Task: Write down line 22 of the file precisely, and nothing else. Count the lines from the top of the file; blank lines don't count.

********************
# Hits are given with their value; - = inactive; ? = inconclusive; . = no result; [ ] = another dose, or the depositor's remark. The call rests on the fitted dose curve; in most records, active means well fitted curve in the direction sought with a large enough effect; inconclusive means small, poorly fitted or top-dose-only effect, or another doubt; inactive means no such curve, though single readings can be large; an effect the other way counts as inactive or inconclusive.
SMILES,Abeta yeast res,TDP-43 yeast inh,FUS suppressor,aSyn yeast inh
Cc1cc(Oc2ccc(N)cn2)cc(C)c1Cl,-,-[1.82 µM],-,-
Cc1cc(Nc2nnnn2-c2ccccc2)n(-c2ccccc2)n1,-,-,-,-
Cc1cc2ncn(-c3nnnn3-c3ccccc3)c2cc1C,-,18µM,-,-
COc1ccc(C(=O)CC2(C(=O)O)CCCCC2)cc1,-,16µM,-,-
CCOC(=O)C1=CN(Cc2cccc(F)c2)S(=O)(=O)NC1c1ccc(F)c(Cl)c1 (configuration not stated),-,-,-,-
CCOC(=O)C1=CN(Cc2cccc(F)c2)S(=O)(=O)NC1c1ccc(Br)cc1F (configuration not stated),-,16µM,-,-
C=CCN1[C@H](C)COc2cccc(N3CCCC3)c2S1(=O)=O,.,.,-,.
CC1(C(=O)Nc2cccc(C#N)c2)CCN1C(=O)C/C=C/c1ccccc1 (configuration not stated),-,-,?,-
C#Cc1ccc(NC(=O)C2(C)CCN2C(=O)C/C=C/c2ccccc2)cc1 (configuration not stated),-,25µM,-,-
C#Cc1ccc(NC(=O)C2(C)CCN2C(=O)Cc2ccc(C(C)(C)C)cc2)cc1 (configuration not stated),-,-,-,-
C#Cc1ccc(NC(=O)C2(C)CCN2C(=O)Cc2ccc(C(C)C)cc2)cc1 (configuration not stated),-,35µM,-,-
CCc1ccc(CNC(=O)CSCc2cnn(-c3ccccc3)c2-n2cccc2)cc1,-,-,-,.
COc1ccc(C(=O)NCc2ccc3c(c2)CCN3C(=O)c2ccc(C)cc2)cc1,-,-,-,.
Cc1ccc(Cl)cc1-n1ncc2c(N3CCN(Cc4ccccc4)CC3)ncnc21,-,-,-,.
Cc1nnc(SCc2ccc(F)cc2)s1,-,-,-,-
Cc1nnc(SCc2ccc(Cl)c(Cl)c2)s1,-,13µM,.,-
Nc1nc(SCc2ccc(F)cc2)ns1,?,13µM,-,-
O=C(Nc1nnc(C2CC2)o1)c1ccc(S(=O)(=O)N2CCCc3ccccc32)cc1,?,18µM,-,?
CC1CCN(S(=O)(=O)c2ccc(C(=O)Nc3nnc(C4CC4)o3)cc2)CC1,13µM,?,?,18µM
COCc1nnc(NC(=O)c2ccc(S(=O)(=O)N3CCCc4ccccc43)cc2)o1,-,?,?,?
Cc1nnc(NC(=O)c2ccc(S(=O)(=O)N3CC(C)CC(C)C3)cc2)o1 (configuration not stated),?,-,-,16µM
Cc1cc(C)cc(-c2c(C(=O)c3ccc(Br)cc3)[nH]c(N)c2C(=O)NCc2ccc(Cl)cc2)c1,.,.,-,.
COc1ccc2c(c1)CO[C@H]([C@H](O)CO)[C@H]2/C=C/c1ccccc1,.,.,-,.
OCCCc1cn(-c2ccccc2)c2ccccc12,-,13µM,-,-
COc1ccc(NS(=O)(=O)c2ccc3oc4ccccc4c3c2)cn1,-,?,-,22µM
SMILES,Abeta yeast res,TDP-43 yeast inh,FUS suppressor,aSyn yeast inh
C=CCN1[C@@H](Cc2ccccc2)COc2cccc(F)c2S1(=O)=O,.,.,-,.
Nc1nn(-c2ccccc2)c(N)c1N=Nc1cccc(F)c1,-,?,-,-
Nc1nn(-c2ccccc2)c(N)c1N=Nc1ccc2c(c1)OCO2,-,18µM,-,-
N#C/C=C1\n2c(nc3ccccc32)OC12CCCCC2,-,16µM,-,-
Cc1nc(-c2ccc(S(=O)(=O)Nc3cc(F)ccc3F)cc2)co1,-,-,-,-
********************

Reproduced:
COCc1nnc(NC(=O)c2ccc(S(=O)(=O)N3CCCc4ccccc43)cc2)o1,-,?,?,?